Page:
Relief to Government Employees.

     Government are keen to meet the needs  of their employees as far as possible within the financial constraints and limited resources. The Scheme for House Rent Allowance adopted in 1970-71 in view of prevailing acute scarcity of housing accommodation will be continued during the current year also. The State Government have also decided to grant interim relief to their employees on the scale recommended by the Pay Commission set up by the Assam Government.

Budget for 1972-73

     Mr, Speaker, Sir, now I have the privilege to present the first budget of the new State of Meghalaya. The Budget  estimates for 1972-73 now presented include, the provisions made in the vote-on-Account budget passed by this august House in March last. Some modifications in the estimates for the whole year under certain Heads have, however, been made in the light of further scrutiny as well as new requirements.

       Provision of Rs.50 lakhs has also been made for contribution to the Contingency Fund

       The salient features of the budget  estimates for 1972-73 are as follows :-



 Amount in lakhs of rupees

A Receipts in the Consolidated Fun
(i) Statutory grant under Finance Commission Award.


(ii) State's share of Central taxes and duties under the finance commission Award.


(iii) Central assistance outside the Finance commission Award for non-plan expenditure.  

Grants .............................................................. 1,53.59
(iv) Grants from Ministry of Transport for construction and maintenance of border roads, etc.


(v) Central assistance for Plan expenditure

      (a) Grants ..........................


      (b) Loans...........................


(vi) Central assistance for Centrally Sponsored Schemes. 1,69.70
(vii) States receipts .................... 1,56.23
(viii) Market loan 52.00
(ix) Loan from Life Insurance Corporation of India 30.00
(x) Temporary Ways and Means Advances from  Reserve Bank of India 1,10.00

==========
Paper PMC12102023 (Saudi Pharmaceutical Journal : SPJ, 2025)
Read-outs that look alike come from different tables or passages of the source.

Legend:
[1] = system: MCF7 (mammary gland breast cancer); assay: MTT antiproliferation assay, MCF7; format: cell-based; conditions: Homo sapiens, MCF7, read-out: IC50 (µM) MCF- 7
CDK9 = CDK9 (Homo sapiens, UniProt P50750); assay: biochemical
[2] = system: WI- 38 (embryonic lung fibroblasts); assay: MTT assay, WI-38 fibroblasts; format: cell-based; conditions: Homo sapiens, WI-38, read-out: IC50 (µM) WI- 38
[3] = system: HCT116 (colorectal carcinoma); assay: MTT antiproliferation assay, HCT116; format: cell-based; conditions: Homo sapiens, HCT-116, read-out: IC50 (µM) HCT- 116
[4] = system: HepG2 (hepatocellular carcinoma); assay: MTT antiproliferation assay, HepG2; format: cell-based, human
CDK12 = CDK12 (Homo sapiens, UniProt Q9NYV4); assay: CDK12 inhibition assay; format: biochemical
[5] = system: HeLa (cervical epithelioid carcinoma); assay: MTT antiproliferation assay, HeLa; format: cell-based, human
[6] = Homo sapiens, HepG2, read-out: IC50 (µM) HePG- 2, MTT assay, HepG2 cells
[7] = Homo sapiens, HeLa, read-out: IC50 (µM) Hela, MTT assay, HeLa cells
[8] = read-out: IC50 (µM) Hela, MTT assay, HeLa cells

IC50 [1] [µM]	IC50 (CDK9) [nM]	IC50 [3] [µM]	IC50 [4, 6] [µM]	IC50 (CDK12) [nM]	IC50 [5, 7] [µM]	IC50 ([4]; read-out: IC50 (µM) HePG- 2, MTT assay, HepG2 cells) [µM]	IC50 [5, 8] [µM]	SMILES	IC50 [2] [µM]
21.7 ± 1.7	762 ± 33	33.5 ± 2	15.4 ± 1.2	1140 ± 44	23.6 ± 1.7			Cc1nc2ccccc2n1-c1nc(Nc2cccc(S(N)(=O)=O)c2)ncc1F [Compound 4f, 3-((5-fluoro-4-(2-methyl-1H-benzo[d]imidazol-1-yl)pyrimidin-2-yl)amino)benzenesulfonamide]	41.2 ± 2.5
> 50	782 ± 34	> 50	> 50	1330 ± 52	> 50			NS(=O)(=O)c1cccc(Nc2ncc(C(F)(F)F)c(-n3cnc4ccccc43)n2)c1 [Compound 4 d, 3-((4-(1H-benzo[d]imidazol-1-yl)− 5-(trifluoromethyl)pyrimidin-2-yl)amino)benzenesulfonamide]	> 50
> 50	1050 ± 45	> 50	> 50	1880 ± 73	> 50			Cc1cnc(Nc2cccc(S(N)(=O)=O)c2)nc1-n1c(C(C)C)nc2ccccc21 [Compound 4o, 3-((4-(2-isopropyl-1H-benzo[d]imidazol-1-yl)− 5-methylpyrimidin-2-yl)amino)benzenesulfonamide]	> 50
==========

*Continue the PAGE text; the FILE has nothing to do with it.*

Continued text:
Total - A 19,87.81
B. Surplus in the Public Account 10.00
C. Opening cash balance................................ (-)55.54
                                          Total - Resources (A+B+C) 19,42.27


( In lakhs of rupees)
Item Plan Non-Plan Total
A. Expenditure.
1. Gross revenue expenditure 6,34.11 13,47.21


Deduct Recoveries




Net revenue


12,39.22 18,68.33
2.. Gross capital expenditure 3,54.86 5,16.54 8,71.40
Deduct Recoveries 9.27 55,77 63.04
Net Capital expenditure 3,45.59 4,60.77 8,06.36
Total  - Gross 9,88,97 18,63.75 28,52.72
             Net 9,74.70 16,99.99 26,74.69
B. Closing Cash Balance .... ..... (-)7,32.42
Total - (A+B) 9,74.70 16,99.99 19,42.27

     Thus  the budget Estimates for 1972-73 will close with an over-all deficit of Rs.(-)732.42 lakhs. The deficit gap of Rs.(-)200.86 lakhs in the estimates for 1971-72 now comes to Rs.(-)55.54 lakhs under the revised estimates.

Deficit in the Budget.

     According to the financial estimates included in the budget for 1972-73, the year will end up with a deficit of Rs.732.42 lakhs. I am extremely unhappy to present before  this august House a Budget with an over-all deficit of this magnitude. This is due to inescapable reasons which are   beyond the control of the State Government.

       The aforesaid deficit includes the carry-over deficit of Rs.55.54 lakhs from the end of the year 1971-72. As Honourable Members aware, with effect from 21st January, 1972, the Police Administration has come over to the Government of Meghalaya. We have also taken one Armed Police Battalion from Assam for discharging our duties relating to maintenance of law and order. Some of the important institutions such as Jail, Civil Hospital, Ganesh Das Women and Children  Hospital, Reid Chest Hospital, etc., have also been handed over to us. The Government of Meghalaya will have to incur expenditure for the Roads and disburse grants-in-aid, etc., to the educational Institutions falling within the Shillong Municipal and Cantonment Area. All these factors have imposed considerable financial responsibility on us.